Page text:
I recently learned about a grave somewhere in France at the head of which stands a marker with this inscription: “In memory of Maggie, a mule, who in her lifetime kicked 1 colonel, 1 major, 3 lieutenants, 11 sergeants, 27 privates, and 1 bomb.”
Maybe Maggie had it in for officers. Maybe she blamed them for her misery and ill treatment. Maybe she blamed them every time she was forced into service. I don’t know – there’s no telling what goes through a mule’s head. And there’s no telling why she kicked a bomb.
But Maggie isn’t the only one who has gone through life kicking out and blaming others for their misery. Most of us have probably acquired a long list of things to kick about and have done our sharing of kicking.
Kim Phuc has more to kick about than most of us. Photographer Nick Ut received a Pulitzer Prize for a dramatic war-time picture taken in Viet Nam. You may remember seeing it. The black and white picture shows a little girl in agony walking naked down a country road amongst other weeping children. Dark smoke hangs heavily in the sky behind the fleeing group. The child’s arms are painfully outstretched and her face is contorted in an expression of terror and misery. A Napalm bomb, dropped on her village, seared off the little girl’s clothing and severely burned her skin.
The date is June 8, 1972. The child, Kim Phuc, was carried by Nick to a truck and transported to an area hospital. She cried over and over, “Nóng Quá, Nóng Quá,” which means “Too hot! Too hot!”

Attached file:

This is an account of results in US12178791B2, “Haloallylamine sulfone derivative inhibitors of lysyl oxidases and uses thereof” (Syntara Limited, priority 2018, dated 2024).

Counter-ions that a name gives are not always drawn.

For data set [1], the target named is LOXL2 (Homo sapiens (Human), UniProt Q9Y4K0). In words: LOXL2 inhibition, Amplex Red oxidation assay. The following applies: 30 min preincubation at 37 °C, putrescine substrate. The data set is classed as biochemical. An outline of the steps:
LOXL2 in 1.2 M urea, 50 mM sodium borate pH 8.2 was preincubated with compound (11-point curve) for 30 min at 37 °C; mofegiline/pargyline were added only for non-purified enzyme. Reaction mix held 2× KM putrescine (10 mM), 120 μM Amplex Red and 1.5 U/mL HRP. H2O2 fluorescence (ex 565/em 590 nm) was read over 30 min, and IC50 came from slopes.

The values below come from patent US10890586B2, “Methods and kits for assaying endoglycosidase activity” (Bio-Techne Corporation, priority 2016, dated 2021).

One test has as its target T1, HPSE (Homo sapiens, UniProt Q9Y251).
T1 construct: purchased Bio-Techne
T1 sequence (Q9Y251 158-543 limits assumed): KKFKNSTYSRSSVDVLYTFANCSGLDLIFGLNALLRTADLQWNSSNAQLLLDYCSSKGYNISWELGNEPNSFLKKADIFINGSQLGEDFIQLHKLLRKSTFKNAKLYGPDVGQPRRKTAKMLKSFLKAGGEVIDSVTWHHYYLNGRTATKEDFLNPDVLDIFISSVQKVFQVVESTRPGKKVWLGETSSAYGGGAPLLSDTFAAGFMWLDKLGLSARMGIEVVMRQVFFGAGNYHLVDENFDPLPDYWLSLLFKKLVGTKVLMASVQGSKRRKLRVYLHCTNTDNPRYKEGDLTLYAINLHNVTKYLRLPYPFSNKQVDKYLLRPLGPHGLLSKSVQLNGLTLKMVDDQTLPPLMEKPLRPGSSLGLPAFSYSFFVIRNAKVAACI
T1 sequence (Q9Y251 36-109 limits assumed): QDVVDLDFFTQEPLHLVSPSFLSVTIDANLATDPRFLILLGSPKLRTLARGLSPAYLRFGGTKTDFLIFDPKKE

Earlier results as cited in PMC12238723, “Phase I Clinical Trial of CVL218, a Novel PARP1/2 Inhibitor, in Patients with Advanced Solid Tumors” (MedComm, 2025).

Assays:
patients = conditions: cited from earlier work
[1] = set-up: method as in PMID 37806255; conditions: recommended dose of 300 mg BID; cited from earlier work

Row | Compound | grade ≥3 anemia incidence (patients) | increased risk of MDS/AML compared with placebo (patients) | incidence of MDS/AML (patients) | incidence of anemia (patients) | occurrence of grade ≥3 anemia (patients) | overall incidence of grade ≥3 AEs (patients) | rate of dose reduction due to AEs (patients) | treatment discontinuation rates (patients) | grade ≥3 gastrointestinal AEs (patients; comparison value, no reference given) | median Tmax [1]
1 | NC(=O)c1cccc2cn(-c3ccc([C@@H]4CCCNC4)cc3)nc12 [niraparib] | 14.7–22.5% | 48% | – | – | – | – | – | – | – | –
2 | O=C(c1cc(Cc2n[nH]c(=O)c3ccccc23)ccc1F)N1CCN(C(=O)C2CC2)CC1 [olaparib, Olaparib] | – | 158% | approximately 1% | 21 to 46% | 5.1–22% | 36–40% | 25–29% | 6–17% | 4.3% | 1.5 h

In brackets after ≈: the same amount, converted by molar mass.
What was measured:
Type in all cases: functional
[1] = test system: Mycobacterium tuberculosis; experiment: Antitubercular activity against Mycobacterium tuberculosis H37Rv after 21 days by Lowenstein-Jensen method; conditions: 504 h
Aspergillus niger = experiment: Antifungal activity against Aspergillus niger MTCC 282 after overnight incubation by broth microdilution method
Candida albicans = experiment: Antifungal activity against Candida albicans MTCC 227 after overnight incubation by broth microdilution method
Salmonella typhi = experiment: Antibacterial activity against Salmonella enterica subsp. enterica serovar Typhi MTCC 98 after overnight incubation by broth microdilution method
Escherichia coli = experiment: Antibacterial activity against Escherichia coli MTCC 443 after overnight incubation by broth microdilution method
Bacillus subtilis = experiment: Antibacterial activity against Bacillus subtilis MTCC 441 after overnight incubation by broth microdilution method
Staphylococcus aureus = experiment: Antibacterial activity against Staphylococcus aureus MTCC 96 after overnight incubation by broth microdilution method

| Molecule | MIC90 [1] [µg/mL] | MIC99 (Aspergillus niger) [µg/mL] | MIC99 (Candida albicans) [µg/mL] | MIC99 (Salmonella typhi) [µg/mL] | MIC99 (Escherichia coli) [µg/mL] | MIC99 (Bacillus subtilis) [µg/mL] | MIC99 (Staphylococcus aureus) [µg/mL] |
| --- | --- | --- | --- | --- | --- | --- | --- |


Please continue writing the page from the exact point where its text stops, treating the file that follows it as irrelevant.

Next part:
Kim hovered between life and death. She required 17 different surgical operations and months of rehabilitation. Today, she lives in Canada and has become an important spokesperson on issues of war and peace. “Pain never disappears,” Kim says. “You just learn how to deal with it.”
In 1996 she was asked to say a few words at the Viet Nam War Memorial in Washington D.C. Kim talked about forgiving those people who were responsible for all the misery and suffering inflicted that tragic day. She said, “Even if I could talk face to face with the pilot who dropped the bombs, I would tell him we cannot change history but we should try to do good things for the present and for the future to promote peace.” It was a message of forgiveness. She knew that her acts of reconciliation were the bricks that could pave the only true road to peace.
Kim could easily spend the rest of her life kicking out at those who caused her so much misery. There are certainly plenty of people she can blame for her suffering. She could have grown up a bitter and resentful woman. But instead, she is a person of graceful dignity.
Philosopher Søren Kierkegaard teaches, “Life can only be understood backwards; but it must be lived forwards.” Kim chooses every day to live her life forward, to “do good things for the present and the future.” Every day Kim chooses a better way. Every day Kim chooses life.
And every day, that’s a choice we all must make.
— Steve Goodier
Find Steve Goodier here: http://stevegoodier.blogspot.com/.
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